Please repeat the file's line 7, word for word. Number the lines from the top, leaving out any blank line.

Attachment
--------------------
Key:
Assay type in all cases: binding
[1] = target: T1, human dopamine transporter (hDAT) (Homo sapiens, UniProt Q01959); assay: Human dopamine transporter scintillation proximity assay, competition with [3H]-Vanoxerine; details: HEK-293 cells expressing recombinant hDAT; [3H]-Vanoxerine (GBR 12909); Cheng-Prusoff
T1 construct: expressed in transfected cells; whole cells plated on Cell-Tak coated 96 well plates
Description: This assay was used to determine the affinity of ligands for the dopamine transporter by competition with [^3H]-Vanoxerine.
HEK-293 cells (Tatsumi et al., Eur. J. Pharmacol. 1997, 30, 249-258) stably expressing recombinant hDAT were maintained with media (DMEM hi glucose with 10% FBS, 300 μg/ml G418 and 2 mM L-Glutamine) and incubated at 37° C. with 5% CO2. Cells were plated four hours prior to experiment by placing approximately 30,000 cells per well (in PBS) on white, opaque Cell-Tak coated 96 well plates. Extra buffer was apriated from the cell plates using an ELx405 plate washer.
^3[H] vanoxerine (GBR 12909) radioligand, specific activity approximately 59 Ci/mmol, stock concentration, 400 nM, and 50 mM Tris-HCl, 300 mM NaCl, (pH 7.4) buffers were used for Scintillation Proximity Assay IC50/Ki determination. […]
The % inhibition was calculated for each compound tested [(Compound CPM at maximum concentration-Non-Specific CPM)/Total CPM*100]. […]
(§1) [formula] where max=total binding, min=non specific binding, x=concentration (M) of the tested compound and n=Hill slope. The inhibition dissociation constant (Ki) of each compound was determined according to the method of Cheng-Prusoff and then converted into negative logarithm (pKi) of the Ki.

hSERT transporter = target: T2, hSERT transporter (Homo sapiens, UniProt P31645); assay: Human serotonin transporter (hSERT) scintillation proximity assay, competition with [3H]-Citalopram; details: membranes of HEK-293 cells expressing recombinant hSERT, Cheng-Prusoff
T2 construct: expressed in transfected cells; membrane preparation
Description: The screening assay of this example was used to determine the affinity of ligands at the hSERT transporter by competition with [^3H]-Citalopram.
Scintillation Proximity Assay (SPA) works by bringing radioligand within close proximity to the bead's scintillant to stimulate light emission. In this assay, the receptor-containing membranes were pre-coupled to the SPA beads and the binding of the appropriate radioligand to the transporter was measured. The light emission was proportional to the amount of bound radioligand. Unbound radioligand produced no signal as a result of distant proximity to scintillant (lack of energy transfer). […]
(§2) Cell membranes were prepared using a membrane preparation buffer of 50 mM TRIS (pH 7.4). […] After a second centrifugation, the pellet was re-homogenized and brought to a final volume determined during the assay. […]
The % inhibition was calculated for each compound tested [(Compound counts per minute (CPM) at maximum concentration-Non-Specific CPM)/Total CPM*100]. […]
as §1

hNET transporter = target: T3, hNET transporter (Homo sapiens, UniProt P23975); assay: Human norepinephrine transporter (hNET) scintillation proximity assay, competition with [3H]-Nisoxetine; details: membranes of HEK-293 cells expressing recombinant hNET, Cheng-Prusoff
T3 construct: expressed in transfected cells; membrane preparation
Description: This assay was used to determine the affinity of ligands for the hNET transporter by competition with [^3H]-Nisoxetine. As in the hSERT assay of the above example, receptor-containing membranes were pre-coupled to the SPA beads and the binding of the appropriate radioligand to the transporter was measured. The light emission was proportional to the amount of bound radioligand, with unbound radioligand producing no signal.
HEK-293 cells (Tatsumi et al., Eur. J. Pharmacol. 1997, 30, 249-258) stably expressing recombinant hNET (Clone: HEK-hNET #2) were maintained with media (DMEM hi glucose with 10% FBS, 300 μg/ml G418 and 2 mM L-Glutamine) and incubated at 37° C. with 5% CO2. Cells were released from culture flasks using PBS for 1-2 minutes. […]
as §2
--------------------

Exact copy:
^3[H] vanoxerine (GBR 12909) radioligand, specific activity approximately 59 Ci/mmol, stock concentration, 400 nM, and 50 mM Tris-HCl, 300 mM NaCl, (pH 7.4) buffers were used for Scintillation Proximity Assay IC50/Ki determination. […]